Association of stress coping strategies with Internet addiction in college students

The moderating effect of depression

Wei Po Chou, Chih Hung Ko, Erin A. Kaufman, Sheila E. Crowell, Ray C. Hsiao, Peng Wei Wang, Jin Jia Lin, Cheng Fang Yen

Research output: Contribution to journalArticle

19 Citations (Scopus)

Abstract

Background This study examined the association between stress-related coping strategies and Internet addiction and the moderating effect of depression in a sample of Taiwanese college students. Method A total of 500 college students (238 men and 262 women) participated in this study. Internet addiction was assessed using the Chen Internet Addiction Scale. Participants' stress coping strategies and depressive symptoms were measured using the Coping Orientation to Problems Experienced and the Beck Depression Inventory-II, respectively. We used t and chi-square tests to examine differences in demographic characteristics, depression, and stress coping strategies between participants with and without Internet addiction. Significant variables were used in a logistic regression model to examine the association between stress coping strategies and Internet addiction and the moderating effect of depression on the association. Results Results indicated that use of restraint coping was negatively associated with Internet addiction (odds ratio [OR] = 0.886, 95% confidence interval [CI]: 0.802-0.977), whereas denial (OR = 1.177, 95% CI: 1.029-1.346) and mental disengagement (OR = 2.673, 95% CI: 1.499-4.767) were positively associated with Internet addiction. Depression had a moderating effect on the association between denial and Internet addiction (OR = 0.701, 95% CI: 0.530-0.927). Conclusions Stress coping strategies and depression are important factors to evaluate when developing intervention programs targeting college undergraduate students with Internet addiction.

Original languageEnglish
Article number51532
Pages (from-to)27-33
Number of pages7
JournalComprehensive Psychiatry
Volume62
DOIs
Publication statusPublished - Oct 1 2015

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Internet
Depression
Students
Odds Ratio
Confidence Intervals
Logistic Models
Chi-Square Distribution
Demography
Equipment and Supplies

ASJC Scopus subject areas

  • Psychiatry and Mental health
  • Clinical Psychology

Cite this

Chou, W. P., Ko, C. H., Kaufman, E. A., Crowell, S. E., Hsiao, R. C., Wang, P. W., ... Yen, C. F. (2015). Association of stress coping strategies with Internet addiction in college students: The moderating effect of depression. Comprehensive Psychiatry, 62, 27-33. [51532]. https://doi.org/10.1016/j.comppsych.2015.06.004

Association of stress coping strategies with Internet addiction in college students : The moderating effect of depression. / Chou, Wei Po; Ko, Chih Hung; Kaufman, Erin A.; Crowell, Sheila E.; Hsiao, Ray C.; Wang, Peng Wei; Lin, Jin Jia; Yen, Cheng Fang.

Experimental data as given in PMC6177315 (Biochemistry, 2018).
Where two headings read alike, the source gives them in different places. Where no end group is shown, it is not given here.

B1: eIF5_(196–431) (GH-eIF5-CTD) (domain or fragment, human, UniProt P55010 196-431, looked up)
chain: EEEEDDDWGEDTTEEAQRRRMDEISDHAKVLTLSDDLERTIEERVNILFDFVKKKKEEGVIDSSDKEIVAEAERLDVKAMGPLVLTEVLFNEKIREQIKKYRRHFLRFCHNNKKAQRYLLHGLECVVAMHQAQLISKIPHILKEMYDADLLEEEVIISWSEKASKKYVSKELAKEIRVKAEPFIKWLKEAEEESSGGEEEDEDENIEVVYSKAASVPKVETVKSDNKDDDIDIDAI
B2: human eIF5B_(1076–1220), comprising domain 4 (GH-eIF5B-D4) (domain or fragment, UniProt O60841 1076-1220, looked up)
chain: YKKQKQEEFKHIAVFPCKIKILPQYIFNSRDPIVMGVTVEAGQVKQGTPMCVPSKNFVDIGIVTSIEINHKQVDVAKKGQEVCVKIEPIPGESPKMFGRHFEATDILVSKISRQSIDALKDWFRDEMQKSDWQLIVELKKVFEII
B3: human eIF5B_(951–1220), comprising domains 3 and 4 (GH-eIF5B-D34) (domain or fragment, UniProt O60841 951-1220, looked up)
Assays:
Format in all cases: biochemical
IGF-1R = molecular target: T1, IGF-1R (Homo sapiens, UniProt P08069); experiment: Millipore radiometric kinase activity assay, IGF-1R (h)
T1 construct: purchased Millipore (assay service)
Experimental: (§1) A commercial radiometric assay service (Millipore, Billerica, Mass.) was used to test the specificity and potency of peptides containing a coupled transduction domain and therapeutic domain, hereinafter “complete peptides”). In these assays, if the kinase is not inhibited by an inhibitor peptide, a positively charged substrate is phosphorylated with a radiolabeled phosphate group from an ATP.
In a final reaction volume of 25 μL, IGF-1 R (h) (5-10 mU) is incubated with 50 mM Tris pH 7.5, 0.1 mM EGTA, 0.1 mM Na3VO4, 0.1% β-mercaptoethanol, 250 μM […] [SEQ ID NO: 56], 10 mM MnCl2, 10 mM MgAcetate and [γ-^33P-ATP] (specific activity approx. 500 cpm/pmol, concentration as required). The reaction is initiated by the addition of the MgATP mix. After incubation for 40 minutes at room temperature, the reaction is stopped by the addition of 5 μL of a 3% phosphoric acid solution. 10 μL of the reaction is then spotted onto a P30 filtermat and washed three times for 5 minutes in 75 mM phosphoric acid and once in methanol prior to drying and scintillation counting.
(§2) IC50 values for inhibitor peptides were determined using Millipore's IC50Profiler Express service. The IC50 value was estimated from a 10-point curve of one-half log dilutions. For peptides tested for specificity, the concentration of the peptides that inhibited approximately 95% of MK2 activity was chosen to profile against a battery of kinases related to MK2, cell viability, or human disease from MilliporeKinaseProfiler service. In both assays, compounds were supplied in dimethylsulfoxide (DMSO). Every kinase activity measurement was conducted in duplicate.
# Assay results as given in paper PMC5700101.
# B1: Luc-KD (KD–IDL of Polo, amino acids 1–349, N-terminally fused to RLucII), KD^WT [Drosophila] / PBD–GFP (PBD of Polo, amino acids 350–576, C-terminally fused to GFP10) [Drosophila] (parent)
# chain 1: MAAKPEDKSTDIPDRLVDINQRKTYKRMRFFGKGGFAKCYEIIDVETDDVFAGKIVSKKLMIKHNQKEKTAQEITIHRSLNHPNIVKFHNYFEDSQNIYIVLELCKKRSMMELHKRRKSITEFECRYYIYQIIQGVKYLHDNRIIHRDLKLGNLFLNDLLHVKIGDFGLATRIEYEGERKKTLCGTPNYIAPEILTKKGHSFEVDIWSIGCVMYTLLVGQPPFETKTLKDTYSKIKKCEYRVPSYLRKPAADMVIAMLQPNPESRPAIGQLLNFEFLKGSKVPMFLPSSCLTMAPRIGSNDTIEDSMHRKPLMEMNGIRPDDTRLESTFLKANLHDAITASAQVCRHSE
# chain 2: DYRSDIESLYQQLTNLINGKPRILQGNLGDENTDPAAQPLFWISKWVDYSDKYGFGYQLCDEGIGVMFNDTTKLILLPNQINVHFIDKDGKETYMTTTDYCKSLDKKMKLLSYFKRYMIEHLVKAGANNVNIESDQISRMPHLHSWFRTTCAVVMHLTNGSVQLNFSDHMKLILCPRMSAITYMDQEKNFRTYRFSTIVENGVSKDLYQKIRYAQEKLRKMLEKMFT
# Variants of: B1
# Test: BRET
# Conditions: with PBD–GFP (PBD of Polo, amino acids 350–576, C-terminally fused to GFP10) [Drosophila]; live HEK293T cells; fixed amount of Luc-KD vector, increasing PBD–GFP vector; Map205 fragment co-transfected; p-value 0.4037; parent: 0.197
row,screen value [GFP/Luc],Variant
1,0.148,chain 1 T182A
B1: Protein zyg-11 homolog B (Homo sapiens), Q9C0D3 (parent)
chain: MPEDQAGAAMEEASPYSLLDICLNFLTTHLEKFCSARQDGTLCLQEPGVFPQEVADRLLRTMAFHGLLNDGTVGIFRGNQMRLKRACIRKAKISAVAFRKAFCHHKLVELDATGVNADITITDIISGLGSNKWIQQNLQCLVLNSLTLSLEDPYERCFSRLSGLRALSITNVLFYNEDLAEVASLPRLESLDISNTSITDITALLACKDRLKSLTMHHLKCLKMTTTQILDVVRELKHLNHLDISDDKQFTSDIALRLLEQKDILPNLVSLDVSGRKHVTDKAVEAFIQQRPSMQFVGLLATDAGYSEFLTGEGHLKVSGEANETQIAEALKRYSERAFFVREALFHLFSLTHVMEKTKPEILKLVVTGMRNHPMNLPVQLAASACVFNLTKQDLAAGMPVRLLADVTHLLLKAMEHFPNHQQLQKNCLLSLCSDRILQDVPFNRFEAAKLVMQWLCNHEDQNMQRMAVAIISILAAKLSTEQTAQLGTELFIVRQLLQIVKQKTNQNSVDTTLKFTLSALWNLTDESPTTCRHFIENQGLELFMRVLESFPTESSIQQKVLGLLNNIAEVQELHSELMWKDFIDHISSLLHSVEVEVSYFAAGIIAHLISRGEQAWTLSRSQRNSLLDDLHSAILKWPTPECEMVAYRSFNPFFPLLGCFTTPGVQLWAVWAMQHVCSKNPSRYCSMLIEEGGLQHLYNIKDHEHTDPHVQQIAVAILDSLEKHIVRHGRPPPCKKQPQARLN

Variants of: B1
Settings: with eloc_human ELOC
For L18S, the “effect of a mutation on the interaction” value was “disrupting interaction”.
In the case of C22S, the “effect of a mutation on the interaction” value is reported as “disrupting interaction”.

In: Comprehensive Psychiatry, Vol. 62, 51532, 01.10.2015, p. 27-33.

Research output: Contribution to journalArticle

Chou, Wei Po ; Ko, Chih Hung ; Kaufman, Erin A. ; Crowell, Sheila E. ; Hsiao, Ray C. ; Wang, Peng Wei ; Lin, Jin Jia ; Yen, Cheng Fang. / Association of stress coping strategies with Internet addiction in college students : The moderating effect of depression. In: Comprehensive Psychiatry. 2015 ; Vol. 62. pp. 27-33.
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abstract = "Background This study examined the association between stress-related coping strategies and Internet addiction and the moderating effect of depression in a sample of Taiwanese college students. Method A total of 500 college students (238 men and 262 women) participated in this study. Internet addiction was assessed using the Chen Internet Addiction Scale. Participants' stress coping strategies and depressive symptoms were measured using the Coping Orientation to Problems Experienced and the Beck Depression Inventory-II, respectively. We used t and chi-square tests to examine differences in demographic characteristics, depression, and stress coping strategies between participants with and without Internet addiction. Significant variables were used in a logistic regression model to examine the association between stress coping strategies and Internet addiction and the moderating effect of depression on the association. Results Results indicated that use of restraint coping was negatively associated with Internet addiction (odds ratio [OR] = 0.886, 95{\%} confidence interval [CI]: 0.802-0.977), whereas denial (OR = 1.177, 95{\%} CI: 1.029-1.346) and mental disengagement (OR = 2.673, 95{\%} CI: 1.499-4.767) were positively associated with Internet addiction. Depression had a moderating effect on the association between denial and Internet addiction (OR = 0.701, 95{\%} CI: 0.530-0.927). Conclusions Stress coping strategies and depression are important factors to evaluate when developing intervention programs targeting college undergraduate students with Internet addiction.",
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